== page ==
The narwhal is famous for the long ivory tusk which spirals counter-clockwise several feet forward from its upper lip. The tusk is actually the whale's upper left canine tooth. Male narwhals commonly have a single tusk, but they sometimes have two tusks, or none at all. Around 15% of females have a tusk.
Video reveals clue to the mystery of the narwhal tusk
Footage captured by aerial drones as part of a narwhal research camp in Tremblay Sound, Nunavut, is giving biologists new insights into the behaviour of one of the world’s most mysterious whales.Read more
- scientific name
- adult weight
males up to 1900 kg; females up to 1550 kg
- adult length
males up to 5.4 m; females up to 4.9 m, plus tusk up to 3 m
> 120,000 mature individuals
Least Concern (IUCN)
What is a narwhal's tusk for?
For centuries now, people have puzzled over the narwhal's unicorn-like tusk, and just what purpose it serves.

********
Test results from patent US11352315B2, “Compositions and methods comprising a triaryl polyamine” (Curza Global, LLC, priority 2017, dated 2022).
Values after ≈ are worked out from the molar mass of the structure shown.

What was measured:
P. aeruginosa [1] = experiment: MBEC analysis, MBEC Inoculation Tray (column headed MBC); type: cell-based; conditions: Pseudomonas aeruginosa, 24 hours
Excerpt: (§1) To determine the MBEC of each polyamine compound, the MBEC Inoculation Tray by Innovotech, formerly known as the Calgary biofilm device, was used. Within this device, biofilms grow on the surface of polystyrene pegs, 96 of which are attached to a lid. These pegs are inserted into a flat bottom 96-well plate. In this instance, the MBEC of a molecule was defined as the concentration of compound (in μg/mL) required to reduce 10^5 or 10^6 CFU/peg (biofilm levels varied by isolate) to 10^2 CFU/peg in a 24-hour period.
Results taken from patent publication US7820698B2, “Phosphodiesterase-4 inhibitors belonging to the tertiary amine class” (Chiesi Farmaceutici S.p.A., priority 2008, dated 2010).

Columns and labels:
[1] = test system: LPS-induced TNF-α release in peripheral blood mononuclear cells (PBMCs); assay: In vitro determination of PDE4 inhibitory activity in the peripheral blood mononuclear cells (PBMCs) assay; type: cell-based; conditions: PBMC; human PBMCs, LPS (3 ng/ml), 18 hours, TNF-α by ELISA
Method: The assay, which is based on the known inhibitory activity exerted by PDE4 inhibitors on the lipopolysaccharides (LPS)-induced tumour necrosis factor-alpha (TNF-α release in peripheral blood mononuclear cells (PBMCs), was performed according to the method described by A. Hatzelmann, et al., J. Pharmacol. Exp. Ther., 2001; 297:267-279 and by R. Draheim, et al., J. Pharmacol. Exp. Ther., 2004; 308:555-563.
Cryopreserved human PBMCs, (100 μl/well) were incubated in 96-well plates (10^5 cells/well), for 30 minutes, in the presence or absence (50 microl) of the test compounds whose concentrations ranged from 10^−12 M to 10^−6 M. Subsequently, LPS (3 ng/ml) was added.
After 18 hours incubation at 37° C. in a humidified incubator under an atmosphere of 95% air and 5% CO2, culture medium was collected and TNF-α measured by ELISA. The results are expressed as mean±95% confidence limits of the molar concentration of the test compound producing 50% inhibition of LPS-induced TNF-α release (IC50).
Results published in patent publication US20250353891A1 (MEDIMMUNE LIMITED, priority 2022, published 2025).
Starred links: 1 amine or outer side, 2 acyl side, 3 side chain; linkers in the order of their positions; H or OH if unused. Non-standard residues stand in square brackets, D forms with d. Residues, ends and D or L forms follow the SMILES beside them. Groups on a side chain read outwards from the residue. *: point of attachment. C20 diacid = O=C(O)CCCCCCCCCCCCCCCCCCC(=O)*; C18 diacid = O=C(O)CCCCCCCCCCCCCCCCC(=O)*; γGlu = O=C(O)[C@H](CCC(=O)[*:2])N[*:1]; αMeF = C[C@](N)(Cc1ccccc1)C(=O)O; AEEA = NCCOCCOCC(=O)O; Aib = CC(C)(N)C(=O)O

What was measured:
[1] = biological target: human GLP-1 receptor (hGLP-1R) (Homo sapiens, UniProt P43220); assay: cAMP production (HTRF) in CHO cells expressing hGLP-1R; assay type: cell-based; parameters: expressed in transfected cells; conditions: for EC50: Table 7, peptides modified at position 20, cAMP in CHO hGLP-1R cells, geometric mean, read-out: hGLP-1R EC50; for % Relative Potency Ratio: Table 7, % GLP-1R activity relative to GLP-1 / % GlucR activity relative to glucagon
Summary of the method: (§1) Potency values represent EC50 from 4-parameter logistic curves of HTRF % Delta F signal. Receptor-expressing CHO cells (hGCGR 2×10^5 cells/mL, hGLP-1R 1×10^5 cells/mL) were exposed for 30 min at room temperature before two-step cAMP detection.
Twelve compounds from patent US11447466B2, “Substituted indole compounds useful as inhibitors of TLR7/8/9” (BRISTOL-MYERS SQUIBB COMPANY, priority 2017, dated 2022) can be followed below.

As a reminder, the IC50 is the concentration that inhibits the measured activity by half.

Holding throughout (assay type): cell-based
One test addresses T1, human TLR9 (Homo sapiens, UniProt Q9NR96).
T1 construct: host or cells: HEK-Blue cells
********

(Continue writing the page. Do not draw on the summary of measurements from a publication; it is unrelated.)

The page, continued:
The work of Dr. Martin Nweeia and science and Inuit colleagues involved with the Narwhal Tusk Research project has unearthed evidence that the tusk has sensory capabilities.
Using drone photography, filmmaker Adam Ravetch captured a surprising behaviour for the first time. In this amazing video, a male narwhal appears to use his tusk to hit and stun fish.
Threats to narwhals
How we work
Whales depend on sound to survive. WWF is working to limit sound pollution in Arctic waters by making parts of the ocean important for whales off limits to particularly loud industrial activities.
Increasing demand for Greenlandic resources means ship traffic is likely to grow significantly over the next few decades. WWF advises on the risks and engages communities and governments in discussions about best practices for shipping and marine spatial planning.
WWF has created maps and posters for Canadian ships in the Arctic to help mariners identify and avoid marine mammals.
WWF supports a multi-partner research project with local Inuit communities, fitting satellite radio-transmitters to narwhals to investigate seasonal movements, key staging and wintering habitats, dive depths and diets.
Add your voice for less noise, more life.
This predominantly Arctic species is associated with ice floes. Its movement patterns are therefore influenced by the melting and freezing of the ice. The bowhead has suffered from severe over-exploitation that has seen its range shrink considerably since the 17th century.